Grateful still

By Galen Holley/NEMS Daily Journal

TUPELO – Life comes at you fast, and that’s been literally true for Amy Bennett. Four years ago she, her husband Richard and their two children were driving near Yazoo City when a log truck smashed into them.
The crash sent the family into a whirlwind of debt and disorder from which they still haven’t recovered. As Thanksgiving approaches, Bennett is finding a reason to give thanks. She isn’t angry, and she believes God will take care of her.
“What can I say? It’s just life. Life’s what got me here,” said Bennett, sitting outside the Salvation Army’s lodge on Carnation Street where she and Richard have been living for the past month. “I don’t have to go to bed hungry,” she said. “I have the chance to watch my kids grow up and be successful and maybe, someday, my grandkids.”
The Bennetts are like a lot of families in Northeast Mississippi, folks who, whether because of the recession, bad choices or plain old bad luck are struggling to get by.
Gratitude isn’t easy to come by when you’re homeless, like the Bennetts, or sick or unemployed. The couple’s appreciation of life is an example of how some people are remaining grateful even in the midst of hard times.

Second chances
Gratitude is both a social and a theological virtue. For the Rev. Larry Goodine it’s the cornerstone of spiritual life.
“When I was a boy, in the African Methodist Episcopal Church, we sang a doxology that said, ‘Praise God from whom all blessings flow. Praise him all creatures here below,’” said Goodine, who now leads New Hope Baptist Church in Booneville.
The proper way to pray, he said, is to begin with thanksgiving and praise.
“The psalms are the perfect examples,” said Goodine. “The energy and vitality of prayer emerges out of thanksgiving, before you start asking for things. It shapes your attitude and affects your whole reality.”
Bennett’s reality might look pretty bleak to most people. Surgeons fitted her skull back together with plates and screws. She forgets a lot. She’s battled addiction to the pain medications that have helped her survive 16 surgeries. She and her husband are both college educated, but because of injuries and having no permanent residence, neither can maintain a steady income. Their children live with relatives.
Despite it all, Bennett manages to keep a bright, pretty smile on her face. At the Salvation Army she answers the phone, cleans up and does whatever she can. She believes God has brought people into her life who love her and want her to succeed.
Nobody in Tupelo is more grateful for the kindness of strangers than Carmen Molina. For weeks the Mexico City native and mother of two was unable to eat. Her throat was closing up. She spoke no English, had very little money and feared she had cancer.
After a visit to the Tree of Life Free Clinic it was clear Molina needed the attention of a specialist, but she couldn’t afford it. That’s when a stranger, a volunteer at the clinic, stepped forward and offered to pay for the tests.
Recently a very thin Molina, who’s lost 30 pounds, sat at the Speedy Gonzalez store on North Gloster Street in Tupelo. Having just learned that she was cancer-free, she wore a bright smile of relief and gratitude. She couldn’t eat yet, but she was on the road to recovery.
“We just never know, when we’re young, how blessed we are. We take our health for granted,” said Molina. “I was embarrassed that I couldn’t pay, but now I’m just so relieved, and so grateful – for this person and for God’s grace. I feel that God is everything at this moment.”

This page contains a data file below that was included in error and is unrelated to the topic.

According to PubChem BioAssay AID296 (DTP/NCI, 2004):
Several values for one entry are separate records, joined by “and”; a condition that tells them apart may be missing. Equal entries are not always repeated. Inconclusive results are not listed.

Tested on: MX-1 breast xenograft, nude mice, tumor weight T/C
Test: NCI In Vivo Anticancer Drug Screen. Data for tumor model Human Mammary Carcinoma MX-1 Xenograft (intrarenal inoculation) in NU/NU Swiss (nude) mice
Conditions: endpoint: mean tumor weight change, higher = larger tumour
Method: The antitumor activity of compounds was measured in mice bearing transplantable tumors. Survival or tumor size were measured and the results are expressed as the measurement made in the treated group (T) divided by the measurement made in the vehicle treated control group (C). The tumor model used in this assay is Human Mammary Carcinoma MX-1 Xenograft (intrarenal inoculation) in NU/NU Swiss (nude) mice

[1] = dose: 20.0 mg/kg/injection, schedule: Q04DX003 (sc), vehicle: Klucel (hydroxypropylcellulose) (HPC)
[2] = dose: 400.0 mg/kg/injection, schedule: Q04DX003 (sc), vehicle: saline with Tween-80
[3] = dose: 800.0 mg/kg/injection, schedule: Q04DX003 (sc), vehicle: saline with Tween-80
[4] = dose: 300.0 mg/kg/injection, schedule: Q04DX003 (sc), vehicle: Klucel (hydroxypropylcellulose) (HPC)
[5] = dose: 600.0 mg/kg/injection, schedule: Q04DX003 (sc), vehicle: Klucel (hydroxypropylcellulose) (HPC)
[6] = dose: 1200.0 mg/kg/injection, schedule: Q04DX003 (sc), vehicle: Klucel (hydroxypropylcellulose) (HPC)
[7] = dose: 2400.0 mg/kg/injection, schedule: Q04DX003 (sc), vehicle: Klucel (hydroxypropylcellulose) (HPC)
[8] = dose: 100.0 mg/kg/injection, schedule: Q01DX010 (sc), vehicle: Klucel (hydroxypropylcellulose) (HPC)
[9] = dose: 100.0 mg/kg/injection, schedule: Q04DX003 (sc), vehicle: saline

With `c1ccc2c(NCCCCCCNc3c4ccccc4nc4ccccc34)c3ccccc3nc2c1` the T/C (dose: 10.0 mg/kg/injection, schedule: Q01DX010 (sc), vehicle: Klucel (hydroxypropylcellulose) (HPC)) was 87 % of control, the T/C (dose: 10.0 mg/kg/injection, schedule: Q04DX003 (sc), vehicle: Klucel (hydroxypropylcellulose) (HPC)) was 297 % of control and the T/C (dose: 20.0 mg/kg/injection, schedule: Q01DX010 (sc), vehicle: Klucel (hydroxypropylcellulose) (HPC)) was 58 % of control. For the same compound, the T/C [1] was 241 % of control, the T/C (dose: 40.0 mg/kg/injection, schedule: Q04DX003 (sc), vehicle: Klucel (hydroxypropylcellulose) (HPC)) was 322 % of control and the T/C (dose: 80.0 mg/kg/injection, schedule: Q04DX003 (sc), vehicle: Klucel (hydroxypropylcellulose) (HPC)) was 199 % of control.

Overcoming stigmas
Bennett has also felt the sting of poverty and the shame that comes with it.
“I’ve been there myself,” she said. A month ago she and Richard walked to the Tupelo Salvation Army office from Oxford.
“I’ve thought the same thing, just like a lot of people,” she said. “Why doesn’t this person just get a job, clean up, have some pride? I know a lot of people see me as trash. But unless you’ve been here, you just can’t judge people. I’m grateful there’s a place like the Salvation Army that gives people a second chance.”
When people give thanks, the first thing on their list is usually a roof over their head.
Veronica Coleman has never been homeless, and her children have always been well cared for, but this week will mark the first time the family has celebrated Thanksgiving under its own roof.
In September the Colemans moved into a new home on the corner of Barnes and Church Street, compliments of Habitat for Humanity.
Coleman has held a steady job at Aircap Industries in Verona for more than a decade, but a single mother’s income isn’t enough to make ends meet in this economy.
After years of living in low-end rental properties, and feeling like they didn’t have roots, Coleman and her kids can finally put their hands against the dining room walls and say, “This is ours.”
Last Friday night Coleman fixed a big supper. Gathered around the table were her son, Isaiah, 15, her daughter, Janiah, 7, her mother, Jessie, and her “spiritual mother,” the Rev. Dorothy Townsend.
Grass hadn’t yet begun to grow on the new lawn, and red dirt clung to everyone’s shoes as they walked in. The fresh paint smell of the pretty, four-bedroom house mingled with the savory scent of chicken and dressing, macaroni and cheese and corn on the cob.
Everyone stood and held hands. They gave thanks for God’s blessings and for the good work of Habitat for Humanity.
Veronica fought back tears as she watched her children enjoy their food.
“It’s like Psalm 34,” she said. “Taste and see all the wonderful things God has to offer.”
Contact Daily Journal religion editor Galen Holley at 678-1510 orgalen.holley@djournal.com